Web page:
Refusal to deduct VAT in chain-store businesses
According to the settled judgments of the Court of Justice of the European Union (CJEU), the tax administrator may deny the taxpayer the right to deduct VAT only in the case when it would prove to the taxpayer that due to circumstances of the case where the taxpayer knew or should have known and could be part of fraudulent behaviour.
According to our experience, the tax administrator presents this rule very expressively in practice, when the tax administrator tries to collect VAT from the subject in the chain-store, whereby “the easiest way” goes.
Recently, the Supreme Administrative Court (SAC) issued a judgment in which it entirely rejected the tax administrator’s approach. In that case, the right to deduct was refused to the taxpayer whose direct supplier properly returned the VAT in question, but the VAT was not paid at the start of the business chain. However, according to the SAC, the requirement to verify the credibility of the partners in the business chain cannot be expanded extensively and without limit. In this case, it was entirely beyond the ability of the taxpayer to anticipate and examine all possible subjects who participated in the transaction in any way in different phases. It is, therefore, always necessary to look for the factual and causal connections of the relevant case.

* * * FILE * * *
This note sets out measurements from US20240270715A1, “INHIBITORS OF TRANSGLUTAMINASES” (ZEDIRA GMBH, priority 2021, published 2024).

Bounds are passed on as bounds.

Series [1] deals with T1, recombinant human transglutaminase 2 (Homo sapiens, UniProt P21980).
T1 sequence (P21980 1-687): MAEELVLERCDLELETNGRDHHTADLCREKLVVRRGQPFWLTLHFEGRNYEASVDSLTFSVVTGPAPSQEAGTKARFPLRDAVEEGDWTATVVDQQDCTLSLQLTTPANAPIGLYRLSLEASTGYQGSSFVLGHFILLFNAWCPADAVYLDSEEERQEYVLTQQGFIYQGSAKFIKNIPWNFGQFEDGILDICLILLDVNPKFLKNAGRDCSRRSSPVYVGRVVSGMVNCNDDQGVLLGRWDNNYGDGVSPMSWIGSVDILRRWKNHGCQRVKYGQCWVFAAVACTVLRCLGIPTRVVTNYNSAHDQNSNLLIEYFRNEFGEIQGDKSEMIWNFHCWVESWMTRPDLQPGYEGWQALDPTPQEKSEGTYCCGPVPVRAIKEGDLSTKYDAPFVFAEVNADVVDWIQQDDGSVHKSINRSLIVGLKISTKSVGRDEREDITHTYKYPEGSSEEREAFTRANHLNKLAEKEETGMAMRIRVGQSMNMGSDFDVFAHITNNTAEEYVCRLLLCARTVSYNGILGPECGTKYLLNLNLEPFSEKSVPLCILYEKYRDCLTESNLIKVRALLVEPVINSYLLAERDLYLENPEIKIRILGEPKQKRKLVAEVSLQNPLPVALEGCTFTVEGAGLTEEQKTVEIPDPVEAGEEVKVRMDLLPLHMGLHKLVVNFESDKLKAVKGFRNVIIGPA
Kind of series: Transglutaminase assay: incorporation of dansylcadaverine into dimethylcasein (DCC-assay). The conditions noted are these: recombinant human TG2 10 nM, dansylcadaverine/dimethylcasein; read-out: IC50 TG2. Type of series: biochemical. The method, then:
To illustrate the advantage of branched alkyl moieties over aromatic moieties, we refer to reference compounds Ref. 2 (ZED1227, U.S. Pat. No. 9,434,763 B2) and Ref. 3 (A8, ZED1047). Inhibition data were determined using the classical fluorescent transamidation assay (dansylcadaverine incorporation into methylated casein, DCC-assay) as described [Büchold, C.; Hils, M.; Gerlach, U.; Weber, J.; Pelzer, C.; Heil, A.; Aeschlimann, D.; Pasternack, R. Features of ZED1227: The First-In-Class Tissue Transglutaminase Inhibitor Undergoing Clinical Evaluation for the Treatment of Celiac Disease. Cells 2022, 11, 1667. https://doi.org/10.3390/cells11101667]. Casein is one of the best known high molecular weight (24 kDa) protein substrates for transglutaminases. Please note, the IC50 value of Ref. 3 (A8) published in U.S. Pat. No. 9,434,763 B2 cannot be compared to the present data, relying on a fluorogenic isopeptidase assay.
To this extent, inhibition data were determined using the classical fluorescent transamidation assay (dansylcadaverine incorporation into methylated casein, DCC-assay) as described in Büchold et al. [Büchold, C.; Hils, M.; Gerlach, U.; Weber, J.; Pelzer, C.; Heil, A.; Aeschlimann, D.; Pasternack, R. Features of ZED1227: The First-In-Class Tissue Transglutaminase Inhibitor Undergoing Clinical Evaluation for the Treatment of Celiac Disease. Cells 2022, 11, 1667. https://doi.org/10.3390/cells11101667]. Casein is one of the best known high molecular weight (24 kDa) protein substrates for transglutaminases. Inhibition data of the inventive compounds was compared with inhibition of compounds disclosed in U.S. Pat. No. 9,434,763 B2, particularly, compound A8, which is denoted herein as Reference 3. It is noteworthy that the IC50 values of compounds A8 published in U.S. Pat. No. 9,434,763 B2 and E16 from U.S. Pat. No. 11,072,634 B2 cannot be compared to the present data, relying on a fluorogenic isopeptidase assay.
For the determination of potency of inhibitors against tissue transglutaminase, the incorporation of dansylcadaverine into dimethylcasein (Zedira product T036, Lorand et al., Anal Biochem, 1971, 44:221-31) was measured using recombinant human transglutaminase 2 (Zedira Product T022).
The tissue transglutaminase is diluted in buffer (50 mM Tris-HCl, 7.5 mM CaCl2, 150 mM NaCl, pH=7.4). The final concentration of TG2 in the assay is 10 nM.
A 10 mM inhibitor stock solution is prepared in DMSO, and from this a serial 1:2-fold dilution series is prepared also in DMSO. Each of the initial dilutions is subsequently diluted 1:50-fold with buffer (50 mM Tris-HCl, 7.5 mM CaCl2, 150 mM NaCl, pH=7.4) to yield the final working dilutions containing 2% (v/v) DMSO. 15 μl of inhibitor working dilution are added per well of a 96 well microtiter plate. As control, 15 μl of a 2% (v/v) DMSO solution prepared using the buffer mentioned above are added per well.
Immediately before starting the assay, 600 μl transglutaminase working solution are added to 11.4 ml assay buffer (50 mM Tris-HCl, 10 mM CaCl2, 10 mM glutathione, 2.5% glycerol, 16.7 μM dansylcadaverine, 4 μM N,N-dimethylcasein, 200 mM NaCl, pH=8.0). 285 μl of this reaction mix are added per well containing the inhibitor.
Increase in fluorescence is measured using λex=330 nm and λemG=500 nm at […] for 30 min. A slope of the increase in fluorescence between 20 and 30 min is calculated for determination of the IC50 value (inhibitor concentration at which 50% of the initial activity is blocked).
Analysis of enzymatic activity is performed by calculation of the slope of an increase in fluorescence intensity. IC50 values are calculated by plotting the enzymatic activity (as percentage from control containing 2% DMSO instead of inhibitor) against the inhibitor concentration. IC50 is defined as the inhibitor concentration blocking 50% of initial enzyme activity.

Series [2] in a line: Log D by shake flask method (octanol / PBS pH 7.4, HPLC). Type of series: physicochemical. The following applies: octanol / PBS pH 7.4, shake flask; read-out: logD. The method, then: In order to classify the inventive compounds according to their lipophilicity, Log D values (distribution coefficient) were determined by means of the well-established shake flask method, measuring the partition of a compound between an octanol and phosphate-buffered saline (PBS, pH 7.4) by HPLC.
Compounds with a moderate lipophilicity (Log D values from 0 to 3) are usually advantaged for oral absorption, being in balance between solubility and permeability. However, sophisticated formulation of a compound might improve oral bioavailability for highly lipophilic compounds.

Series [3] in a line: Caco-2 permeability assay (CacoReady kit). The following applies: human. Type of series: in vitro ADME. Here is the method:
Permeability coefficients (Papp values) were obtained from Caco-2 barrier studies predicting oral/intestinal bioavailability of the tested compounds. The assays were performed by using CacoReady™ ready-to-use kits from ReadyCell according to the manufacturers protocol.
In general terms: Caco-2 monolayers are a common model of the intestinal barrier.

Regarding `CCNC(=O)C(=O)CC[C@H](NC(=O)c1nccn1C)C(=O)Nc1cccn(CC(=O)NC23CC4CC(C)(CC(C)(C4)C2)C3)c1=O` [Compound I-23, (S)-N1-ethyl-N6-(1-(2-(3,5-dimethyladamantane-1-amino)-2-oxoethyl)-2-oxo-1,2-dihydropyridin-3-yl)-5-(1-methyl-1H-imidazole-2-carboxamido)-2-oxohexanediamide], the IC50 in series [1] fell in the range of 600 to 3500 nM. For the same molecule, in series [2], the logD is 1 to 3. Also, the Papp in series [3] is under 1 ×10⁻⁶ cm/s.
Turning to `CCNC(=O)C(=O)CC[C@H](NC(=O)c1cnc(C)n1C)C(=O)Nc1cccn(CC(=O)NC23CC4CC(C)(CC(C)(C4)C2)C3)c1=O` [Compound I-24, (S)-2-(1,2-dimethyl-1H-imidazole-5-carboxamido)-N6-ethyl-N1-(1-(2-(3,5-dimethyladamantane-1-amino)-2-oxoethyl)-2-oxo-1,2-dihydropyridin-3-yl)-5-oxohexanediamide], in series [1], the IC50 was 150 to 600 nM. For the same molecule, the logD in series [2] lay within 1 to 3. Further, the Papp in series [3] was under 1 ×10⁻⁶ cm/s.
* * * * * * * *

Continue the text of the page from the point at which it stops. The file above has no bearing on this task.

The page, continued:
In addition, the SAC, with reference to the basic principles of tax administration, stated that the tax cannot be factually “imposed on anyone”, and the tax administrator’s approach, in which the tax administrator prefers collecting tax on the entity that is the easiest to access, cannot be accepted.
In the light of the CJEU judgments, we do not consider the judgment in question to be a breakthrough, but it serves to protect the rights of the taxpayers, as it provides guidance how the tax administrator should, in the given cases, be treated in accordance with the legal regulations, in our opinion.
More posts from Jiří Dolejš